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Making Emergency Supplemental Appropriations for the Fiscal Year Ending September 30, 2006

Location: Washington, DC



Mrs. CLINTON. Mr. President, sitting here listening to my colleague from Tennessee reminds me of that old story about the boy who kills his parents and then stood before the judge and asked for mercy because he was an orphan. This is an unbelievable narration we have just heard.

The other side of the aisle has been expert in running up the largest deficits we have ever had. We had a balanced budget, we had a surplus 5 years ago. We were on the right track economically. We were fiscally responsible. But the combination of this White House and this Republican majority has blown all of that to smithereens.

This President has never vetoed anything and now we finally get a veto threat on an emergency supplemental. This President has used emergency supplementals in order to avoid the budget realities that would confront anyone who knows elementary arithmetic about how much we are spending that we do not have.

With all due respect to my colleague, this is a rather strange argument to be making at this point in time as though none of the history of the previous 5 years had occurred.

The debate between these two amendments is a worthy debate; however, it is an unnecessary debate. The President sent a budget to this Congress just a few months ago. It could have had much of what is in this emergency supplemental in the budget. They chose not to do so because even they are getting a little embarrassed about the ocean of red ink we are all swimming in these days.

What this supplemental appropriations bill does is provide vital support for our men and women currently serving in Iraq, Afghanistan, and elsewhere. This emergency supplemental provides body armor, tools to defeat improvised explosive devices, the so-called IEDs that are killing and maiming young Americans every single day. This supplemental provides money for training for the Iraqi security forces. Maybe, finally, we will have a government in Iraq that knows how to do that. They certainly need to get the message that we are not there for the long term unless they start defending themselves and providing security for their own people.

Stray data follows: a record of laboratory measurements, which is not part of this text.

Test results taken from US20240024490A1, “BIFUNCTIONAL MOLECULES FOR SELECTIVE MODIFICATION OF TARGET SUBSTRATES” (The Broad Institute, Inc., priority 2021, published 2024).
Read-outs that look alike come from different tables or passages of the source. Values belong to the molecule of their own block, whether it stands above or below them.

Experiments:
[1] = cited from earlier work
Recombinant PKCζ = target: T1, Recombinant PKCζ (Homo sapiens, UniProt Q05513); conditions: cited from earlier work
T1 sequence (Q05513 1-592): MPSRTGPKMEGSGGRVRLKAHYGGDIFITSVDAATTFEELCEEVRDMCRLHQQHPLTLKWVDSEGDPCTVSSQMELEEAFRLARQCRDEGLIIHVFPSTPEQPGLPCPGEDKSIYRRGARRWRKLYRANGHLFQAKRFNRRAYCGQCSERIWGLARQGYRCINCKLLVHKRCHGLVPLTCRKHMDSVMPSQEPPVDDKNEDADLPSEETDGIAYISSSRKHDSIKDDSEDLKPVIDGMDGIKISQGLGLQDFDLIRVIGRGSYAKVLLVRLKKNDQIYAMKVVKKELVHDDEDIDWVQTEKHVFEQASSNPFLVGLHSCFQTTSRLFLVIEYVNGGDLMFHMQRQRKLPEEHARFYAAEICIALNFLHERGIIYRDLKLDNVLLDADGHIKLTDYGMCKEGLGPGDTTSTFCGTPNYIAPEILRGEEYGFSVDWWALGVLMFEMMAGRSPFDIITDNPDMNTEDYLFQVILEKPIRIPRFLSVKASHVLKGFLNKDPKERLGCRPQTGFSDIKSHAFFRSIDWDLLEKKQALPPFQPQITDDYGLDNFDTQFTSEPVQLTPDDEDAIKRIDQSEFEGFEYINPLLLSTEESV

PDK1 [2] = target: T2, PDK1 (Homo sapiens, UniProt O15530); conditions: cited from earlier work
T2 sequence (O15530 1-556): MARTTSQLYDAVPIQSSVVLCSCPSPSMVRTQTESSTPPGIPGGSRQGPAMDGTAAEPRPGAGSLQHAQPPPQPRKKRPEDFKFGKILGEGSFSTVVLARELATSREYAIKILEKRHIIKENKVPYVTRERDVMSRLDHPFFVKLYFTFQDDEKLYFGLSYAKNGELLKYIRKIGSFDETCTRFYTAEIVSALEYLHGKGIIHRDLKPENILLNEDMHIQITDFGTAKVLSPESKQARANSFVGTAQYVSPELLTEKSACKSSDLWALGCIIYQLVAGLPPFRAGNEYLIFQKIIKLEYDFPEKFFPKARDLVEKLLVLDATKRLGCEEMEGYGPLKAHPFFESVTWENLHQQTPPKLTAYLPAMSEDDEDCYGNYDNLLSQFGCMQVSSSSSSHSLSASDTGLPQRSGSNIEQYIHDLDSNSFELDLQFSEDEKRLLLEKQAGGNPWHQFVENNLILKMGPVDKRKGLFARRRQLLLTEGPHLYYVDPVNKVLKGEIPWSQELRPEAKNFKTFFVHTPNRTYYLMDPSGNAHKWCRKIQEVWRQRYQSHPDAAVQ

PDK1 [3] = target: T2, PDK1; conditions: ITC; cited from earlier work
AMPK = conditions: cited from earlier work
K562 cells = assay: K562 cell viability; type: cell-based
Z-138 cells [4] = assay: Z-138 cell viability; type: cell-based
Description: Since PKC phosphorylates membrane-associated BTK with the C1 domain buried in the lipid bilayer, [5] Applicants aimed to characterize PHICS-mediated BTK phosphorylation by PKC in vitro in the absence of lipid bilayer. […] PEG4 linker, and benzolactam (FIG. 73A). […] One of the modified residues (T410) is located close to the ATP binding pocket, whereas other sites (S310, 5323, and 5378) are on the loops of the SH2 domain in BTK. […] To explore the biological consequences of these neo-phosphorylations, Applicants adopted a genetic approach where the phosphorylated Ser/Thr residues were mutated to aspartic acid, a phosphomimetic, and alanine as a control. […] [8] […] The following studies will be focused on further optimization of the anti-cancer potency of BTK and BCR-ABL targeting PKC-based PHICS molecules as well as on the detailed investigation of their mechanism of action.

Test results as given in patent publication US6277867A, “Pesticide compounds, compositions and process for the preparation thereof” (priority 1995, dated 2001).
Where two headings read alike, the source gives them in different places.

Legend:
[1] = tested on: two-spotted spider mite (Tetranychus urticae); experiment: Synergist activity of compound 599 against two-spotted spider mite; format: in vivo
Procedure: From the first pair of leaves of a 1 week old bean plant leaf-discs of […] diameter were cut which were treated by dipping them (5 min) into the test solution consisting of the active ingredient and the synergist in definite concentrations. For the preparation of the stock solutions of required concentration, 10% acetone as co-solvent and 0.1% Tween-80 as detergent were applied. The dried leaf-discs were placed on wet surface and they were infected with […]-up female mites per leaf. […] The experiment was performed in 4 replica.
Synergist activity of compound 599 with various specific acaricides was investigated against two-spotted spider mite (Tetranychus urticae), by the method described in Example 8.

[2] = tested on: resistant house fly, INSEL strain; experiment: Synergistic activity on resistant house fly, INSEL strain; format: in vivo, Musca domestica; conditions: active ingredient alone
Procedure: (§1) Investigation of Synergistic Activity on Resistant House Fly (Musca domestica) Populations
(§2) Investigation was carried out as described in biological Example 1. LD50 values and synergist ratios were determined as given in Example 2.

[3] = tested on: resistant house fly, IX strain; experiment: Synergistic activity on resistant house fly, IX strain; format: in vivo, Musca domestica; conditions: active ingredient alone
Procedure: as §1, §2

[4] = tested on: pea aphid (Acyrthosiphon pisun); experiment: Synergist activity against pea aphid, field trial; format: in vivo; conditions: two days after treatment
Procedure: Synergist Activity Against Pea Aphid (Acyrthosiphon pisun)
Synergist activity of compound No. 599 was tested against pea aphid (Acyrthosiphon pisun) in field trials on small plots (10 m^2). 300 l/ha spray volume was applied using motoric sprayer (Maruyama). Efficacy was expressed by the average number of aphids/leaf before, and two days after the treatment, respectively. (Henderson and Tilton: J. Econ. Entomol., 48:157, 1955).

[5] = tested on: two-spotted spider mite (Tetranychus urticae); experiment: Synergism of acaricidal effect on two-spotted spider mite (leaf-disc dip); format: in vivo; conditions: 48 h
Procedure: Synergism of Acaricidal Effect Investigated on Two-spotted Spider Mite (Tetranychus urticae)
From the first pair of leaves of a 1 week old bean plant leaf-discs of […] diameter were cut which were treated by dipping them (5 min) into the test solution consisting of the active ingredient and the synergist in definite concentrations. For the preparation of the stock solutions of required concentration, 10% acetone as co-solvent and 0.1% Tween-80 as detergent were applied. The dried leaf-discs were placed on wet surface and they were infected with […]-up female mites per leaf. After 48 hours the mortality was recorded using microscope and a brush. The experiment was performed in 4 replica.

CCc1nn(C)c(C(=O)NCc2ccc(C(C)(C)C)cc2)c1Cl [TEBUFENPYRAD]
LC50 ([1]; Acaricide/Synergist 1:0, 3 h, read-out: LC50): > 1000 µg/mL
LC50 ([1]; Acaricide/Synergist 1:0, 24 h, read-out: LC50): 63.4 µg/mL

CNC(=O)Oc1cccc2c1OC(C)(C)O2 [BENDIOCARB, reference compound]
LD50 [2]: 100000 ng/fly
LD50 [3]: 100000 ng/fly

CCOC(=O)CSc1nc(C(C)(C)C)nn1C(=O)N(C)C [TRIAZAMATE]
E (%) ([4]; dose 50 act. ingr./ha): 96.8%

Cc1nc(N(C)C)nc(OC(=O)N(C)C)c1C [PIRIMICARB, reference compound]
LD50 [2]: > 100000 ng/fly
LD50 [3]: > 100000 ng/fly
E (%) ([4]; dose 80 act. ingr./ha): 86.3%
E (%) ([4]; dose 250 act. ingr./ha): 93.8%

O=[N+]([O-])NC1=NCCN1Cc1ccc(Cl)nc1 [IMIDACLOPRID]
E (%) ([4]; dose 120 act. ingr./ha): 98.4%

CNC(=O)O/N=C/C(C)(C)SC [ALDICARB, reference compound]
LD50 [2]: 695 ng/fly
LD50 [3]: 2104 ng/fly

These funds are to replenish the money we are spending in our military to make sure our young men and women who are bravely serving us have the resources, the equipment, the tools they need to do the job we sent them to do.

The bill also includes funds to continue the rebuilding from Hurricane Katrina. As we approach yet another month of debris, confused leadership, failure to supervise and monitor expenditures from this administration, we know how much more needs to be done to rebuild New Orleans and the gulf coast region.

Here we are, about to have a vote in a few hours on an amendment--really, two amendments--as to whether we are also going to face up to our responsibilities along our border, and how we are going to pay for that. Both the Gregg amendment and the Reid amendment recognize the critical need for increased border security.

I have long maintained it is unconscionable to think that in our post-September 11 world we still do not know the identities of people who enter our country, stay illegally in our country, and may or may not exit our country. Over the past several weeks, we have seen agreement in the Senate that securing our borders must be a top priority and a major component of whatever immigration reform we consider.